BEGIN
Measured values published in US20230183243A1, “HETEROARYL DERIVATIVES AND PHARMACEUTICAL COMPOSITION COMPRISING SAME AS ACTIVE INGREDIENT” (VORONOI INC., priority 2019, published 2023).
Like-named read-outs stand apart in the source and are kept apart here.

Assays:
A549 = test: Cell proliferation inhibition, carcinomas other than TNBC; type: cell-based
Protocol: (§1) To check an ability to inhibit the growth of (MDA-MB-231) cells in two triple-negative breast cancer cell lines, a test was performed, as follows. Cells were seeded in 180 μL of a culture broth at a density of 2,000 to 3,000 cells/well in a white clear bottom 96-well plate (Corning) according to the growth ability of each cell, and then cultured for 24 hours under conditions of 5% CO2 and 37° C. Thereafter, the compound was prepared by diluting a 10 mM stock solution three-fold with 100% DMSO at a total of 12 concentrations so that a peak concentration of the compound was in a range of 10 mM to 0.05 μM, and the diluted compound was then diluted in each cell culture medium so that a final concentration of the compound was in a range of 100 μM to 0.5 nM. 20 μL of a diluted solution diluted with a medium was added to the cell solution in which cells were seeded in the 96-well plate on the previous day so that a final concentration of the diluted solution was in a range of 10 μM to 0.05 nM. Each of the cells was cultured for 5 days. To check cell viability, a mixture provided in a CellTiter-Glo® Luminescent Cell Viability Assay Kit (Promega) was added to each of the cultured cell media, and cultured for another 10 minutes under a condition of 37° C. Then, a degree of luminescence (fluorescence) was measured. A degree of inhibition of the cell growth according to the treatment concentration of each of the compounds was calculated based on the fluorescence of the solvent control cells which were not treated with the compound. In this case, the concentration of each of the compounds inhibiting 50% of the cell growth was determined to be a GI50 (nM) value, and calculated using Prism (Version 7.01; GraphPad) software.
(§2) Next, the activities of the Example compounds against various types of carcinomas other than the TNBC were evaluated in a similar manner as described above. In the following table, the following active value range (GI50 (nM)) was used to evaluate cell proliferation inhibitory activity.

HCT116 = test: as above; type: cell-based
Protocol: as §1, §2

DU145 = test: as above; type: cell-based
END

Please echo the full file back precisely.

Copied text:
Measured values published in US20230183243A1, “HETEROARYL DERIVATIVES AND PHARMACEUTICAL COMPOSITION COMPRISING SAME AS ACTIVE INGREDIENT” (VORONOI INC., priority 2019, published 2023).
Like-named read-outs stand apart in the source and are kept apart here.

Assays:
A549 = test: Cell proliferation inhibition, carcinomas other than TNBC; type: cell-based
Protocol: (§1) To check an ability to inhibit the growth of (MDA-MB-231) cells in two triple-negative breast cancer cell lines, a test was performed, as follows. Cells were seeded in 180 μL of a culture broth at a density of 2,000 to 3,000 cells/well in a white clear bottom 96-well plate (Corning) according to the growth ability of each cell, and then cultured for 24 hours under conditions of 5% CO2 and 37° C. Thereafter, the compound was prepared by diluting a 10 mM stock solution three-fold with 100% DMSO at a total of 12 concentrations so that a peak concentration of the compound was in a range of 10 mM to 0.05 μM, and the diluted compound was then diluted in each cell culture medium so that a final concentration of the compound was in a range of 100 μM to 0.5 nM. 20 μL of a diluted solution diluted with a medium was added to the cell solution in which cells were seeded in the 96-well plate on the previous day so that a final concentration of the diluted solution was in a range of 10 μM to 0.05 nM. Each of the cells was cultured for 5 days. To check cell viability, a mixture provided in a CellTiter-Glo® Luminescent Cell Viability Assay Kit (Promega) was added to each of the cultured cell media, and cultured for another 10 minutes under a condition of 37° C. Then, a degree of luminescence (fluorescence) was measured. A degree of inhibition of the cell growth according to the treatment concentration of each of the compounds was calculated based on the fluorescence of the solvent control cells which were not treated with the compound. In this case, the concentration of each of the compounds inhibiting 50% of the cell growth was determined to be a GI50 (nM) value, and calculated using Prism (Version 7.01; GraphPad) software.
(§2) Next, the activities of the Example compounds against various types of carcinomas other than the TNBC were evaluated in a similar manner as described above. In the following table, the following active value range (GI50 (nM)) was used to evaluate cell proliferation inhibitory activity.

HCT116 = test: as above; type: cell-based
Protocol: as §1, §2

DU145 = test: as above; type: cell-based